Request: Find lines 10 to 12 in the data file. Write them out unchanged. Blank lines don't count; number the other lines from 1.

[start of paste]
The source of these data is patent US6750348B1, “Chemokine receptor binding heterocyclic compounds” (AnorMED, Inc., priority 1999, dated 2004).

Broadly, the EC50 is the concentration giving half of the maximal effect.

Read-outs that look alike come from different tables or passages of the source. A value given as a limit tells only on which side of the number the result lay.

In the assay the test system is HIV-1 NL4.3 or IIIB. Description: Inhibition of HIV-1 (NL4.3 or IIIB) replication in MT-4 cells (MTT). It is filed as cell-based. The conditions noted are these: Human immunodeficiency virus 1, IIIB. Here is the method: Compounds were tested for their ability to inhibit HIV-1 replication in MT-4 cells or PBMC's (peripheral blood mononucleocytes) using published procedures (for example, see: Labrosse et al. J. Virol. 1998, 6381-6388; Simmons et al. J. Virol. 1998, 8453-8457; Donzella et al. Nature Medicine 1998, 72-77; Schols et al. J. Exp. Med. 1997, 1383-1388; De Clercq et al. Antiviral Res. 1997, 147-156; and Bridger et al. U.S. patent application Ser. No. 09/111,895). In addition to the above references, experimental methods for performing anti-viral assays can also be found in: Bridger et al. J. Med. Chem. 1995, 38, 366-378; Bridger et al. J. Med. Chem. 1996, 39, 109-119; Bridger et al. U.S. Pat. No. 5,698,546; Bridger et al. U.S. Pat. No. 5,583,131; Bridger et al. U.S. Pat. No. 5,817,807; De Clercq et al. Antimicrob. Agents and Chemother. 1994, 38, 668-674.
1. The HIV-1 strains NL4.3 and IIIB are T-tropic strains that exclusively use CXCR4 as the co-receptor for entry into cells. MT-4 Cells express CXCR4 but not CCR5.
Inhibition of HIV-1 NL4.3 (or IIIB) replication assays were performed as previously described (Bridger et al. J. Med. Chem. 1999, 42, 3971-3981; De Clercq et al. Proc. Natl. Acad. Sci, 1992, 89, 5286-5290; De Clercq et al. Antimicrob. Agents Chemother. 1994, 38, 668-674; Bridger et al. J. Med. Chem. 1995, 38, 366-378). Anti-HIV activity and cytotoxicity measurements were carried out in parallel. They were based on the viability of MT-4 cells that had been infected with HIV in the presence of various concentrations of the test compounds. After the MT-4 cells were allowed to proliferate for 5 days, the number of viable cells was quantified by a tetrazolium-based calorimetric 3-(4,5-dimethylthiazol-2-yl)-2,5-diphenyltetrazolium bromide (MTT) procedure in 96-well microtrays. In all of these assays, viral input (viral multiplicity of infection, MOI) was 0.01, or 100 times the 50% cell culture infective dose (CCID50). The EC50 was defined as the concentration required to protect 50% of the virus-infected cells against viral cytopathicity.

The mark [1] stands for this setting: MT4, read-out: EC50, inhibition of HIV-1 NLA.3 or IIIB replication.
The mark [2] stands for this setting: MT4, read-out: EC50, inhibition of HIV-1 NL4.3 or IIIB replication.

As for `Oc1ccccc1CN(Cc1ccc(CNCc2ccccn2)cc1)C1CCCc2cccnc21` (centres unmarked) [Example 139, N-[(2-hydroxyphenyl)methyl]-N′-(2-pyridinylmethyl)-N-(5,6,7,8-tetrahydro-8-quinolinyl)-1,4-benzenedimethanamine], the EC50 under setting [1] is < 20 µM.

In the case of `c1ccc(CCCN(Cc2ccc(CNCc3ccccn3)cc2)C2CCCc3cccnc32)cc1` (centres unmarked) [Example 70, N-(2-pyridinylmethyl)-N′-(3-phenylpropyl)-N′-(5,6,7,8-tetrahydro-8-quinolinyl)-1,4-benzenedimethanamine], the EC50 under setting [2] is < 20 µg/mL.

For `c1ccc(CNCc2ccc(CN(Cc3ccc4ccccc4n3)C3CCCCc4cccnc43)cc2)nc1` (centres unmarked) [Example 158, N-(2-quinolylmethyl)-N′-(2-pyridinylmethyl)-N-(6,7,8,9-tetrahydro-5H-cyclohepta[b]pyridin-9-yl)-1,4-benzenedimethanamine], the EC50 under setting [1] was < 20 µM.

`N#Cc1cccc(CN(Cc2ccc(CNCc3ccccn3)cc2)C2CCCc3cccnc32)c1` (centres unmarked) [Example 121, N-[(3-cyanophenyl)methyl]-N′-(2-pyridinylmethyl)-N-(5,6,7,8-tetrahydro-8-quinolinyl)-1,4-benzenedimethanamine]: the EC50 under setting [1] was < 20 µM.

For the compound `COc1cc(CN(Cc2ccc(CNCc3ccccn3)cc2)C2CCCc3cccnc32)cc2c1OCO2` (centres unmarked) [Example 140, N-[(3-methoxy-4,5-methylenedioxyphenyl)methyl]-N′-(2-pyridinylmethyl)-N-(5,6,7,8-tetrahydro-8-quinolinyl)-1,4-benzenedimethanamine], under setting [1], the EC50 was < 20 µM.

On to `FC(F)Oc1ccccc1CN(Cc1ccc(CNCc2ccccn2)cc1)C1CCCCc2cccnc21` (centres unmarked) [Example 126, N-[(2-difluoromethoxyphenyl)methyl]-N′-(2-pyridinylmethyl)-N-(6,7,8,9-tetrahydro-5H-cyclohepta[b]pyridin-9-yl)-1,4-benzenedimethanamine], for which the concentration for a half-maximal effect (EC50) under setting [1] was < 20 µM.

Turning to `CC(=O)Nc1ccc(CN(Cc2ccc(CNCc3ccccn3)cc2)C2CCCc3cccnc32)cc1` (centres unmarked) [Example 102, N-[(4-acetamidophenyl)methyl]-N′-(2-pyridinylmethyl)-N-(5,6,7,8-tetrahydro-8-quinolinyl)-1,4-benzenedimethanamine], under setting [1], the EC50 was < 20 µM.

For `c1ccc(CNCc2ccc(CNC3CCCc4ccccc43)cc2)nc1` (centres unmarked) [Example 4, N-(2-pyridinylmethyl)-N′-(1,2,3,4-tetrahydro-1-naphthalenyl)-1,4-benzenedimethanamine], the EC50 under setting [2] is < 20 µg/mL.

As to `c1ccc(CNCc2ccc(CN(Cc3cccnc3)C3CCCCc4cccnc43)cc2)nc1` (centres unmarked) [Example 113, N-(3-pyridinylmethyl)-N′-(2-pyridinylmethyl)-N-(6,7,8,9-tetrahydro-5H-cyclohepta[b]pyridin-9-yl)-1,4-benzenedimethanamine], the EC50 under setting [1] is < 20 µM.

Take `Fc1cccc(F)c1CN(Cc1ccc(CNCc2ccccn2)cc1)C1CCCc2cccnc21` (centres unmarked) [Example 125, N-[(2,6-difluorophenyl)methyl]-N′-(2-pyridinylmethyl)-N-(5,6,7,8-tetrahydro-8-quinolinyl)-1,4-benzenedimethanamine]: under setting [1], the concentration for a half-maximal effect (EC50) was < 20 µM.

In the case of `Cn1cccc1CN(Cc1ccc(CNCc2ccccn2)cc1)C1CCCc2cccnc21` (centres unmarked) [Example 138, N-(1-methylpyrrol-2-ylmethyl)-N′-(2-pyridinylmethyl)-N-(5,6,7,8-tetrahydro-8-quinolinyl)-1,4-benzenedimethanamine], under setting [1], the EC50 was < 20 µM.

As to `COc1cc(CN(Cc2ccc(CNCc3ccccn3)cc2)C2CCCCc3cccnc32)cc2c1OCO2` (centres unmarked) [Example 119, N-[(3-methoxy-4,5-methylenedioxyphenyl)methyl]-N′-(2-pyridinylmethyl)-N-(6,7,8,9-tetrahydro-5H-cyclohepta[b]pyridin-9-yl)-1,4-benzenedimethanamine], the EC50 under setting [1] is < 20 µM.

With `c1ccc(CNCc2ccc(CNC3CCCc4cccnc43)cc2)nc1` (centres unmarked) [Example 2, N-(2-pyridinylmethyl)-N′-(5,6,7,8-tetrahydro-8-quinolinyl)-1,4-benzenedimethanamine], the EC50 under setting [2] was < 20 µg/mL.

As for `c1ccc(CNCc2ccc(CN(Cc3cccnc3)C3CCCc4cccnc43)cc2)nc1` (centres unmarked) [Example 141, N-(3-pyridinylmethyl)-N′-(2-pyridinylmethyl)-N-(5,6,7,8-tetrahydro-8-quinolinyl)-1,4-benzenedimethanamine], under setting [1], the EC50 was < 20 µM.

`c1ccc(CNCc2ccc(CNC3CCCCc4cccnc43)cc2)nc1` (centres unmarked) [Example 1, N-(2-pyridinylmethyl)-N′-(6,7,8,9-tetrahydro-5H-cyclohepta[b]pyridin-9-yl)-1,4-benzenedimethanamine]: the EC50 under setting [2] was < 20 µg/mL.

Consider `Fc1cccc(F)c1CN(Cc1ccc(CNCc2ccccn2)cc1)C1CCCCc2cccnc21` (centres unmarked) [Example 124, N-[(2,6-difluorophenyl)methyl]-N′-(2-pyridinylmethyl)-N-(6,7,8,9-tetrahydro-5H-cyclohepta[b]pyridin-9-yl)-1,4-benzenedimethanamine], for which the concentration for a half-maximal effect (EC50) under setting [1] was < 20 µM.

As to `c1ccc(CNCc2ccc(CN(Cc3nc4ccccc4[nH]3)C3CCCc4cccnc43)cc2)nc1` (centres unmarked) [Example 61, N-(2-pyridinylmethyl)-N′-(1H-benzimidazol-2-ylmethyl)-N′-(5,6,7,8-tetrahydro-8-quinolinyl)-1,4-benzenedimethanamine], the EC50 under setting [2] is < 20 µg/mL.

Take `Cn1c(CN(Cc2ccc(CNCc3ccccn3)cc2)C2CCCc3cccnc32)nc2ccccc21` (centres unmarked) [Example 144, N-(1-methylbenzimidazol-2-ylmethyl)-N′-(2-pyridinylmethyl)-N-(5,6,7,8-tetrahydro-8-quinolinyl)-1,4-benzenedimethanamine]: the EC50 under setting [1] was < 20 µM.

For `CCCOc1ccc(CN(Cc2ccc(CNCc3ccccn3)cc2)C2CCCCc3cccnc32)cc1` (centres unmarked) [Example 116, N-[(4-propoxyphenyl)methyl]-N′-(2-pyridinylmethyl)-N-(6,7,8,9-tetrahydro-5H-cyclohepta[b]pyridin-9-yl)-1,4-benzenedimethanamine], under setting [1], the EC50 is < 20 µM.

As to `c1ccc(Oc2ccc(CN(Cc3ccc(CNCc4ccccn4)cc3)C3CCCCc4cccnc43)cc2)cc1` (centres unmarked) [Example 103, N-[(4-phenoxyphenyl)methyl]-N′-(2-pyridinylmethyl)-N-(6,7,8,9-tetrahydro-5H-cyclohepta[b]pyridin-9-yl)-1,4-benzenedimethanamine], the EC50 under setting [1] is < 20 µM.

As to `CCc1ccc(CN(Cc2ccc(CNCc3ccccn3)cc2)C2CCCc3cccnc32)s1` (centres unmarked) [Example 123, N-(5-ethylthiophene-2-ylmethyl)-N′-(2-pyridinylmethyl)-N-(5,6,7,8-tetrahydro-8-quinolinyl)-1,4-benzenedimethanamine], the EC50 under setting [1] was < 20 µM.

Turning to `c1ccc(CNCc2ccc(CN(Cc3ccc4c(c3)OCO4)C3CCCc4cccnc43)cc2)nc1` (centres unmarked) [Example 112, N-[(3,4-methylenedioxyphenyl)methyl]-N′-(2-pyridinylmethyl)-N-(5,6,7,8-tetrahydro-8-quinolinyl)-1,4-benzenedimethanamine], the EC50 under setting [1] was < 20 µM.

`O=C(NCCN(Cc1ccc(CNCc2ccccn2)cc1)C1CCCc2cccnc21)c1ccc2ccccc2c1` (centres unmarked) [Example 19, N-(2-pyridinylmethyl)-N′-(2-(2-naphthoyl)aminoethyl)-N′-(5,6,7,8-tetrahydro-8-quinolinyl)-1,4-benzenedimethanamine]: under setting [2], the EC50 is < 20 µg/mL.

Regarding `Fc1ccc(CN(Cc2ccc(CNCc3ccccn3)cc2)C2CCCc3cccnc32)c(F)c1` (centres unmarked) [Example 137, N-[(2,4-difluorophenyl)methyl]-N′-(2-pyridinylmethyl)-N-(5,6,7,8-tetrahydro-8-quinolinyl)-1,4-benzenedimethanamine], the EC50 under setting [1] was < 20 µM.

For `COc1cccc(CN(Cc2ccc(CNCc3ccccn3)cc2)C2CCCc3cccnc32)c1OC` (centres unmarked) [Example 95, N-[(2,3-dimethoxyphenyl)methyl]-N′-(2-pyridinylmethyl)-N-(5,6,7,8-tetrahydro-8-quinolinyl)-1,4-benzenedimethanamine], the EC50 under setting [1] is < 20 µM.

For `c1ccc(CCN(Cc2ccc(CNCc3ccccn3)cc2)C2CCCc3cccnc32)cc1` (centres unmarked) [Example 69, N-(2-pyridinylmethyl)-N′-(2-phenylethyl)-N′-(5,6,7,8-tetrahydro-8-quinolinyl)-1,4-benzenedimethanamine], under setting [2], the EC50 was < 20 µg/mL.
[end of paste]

In the case of `c1ccc(CCCN(Cc2ccc(CNCc3ccccn3)cc2)C2CCCc3cccnc32)cc1` (centres unmarked) [Example 70, N-(2-pyridinylmethyl)-N′-(3-phenylpropyl)-N′-(5,6,7,8-tetrahydro-8-quinolinyl)-1,4-benzenedimethanamine], the EC50 under setting [2] is < 20 µg/mL.

For `c1ccc(CNCc2ccc(CN(Cc3ccc4ccccc4n3)C3CCCCc4cccnc43)cc2)nc1` (centres unmarked) [Example 158, N-(2-quinolylmethyl)-N′-(2-pyridinylmethyl)-N-(6,7,8,9-tetrahydro-5H-cyclohepta[b]pyridin-9-yl)-1,4-benzenedimethanamine], the EC50 under setting [1] was < 20 µM.

`N#Cc1cccc(CN(Cc2ccc(CNCc3ccccn3)cc2)C2CCCc3cccnc32)c1` (centres unmarked) [Example 121, N-[(3-cyanophenyl)methyl]-N′-(2-pyridinylmethyl)-N-(5,6,7,8-tetrahydro-8-quinolinyl)-1,4-benzenedimethanamine]: the EC50 under setting [1] was < 20 µM.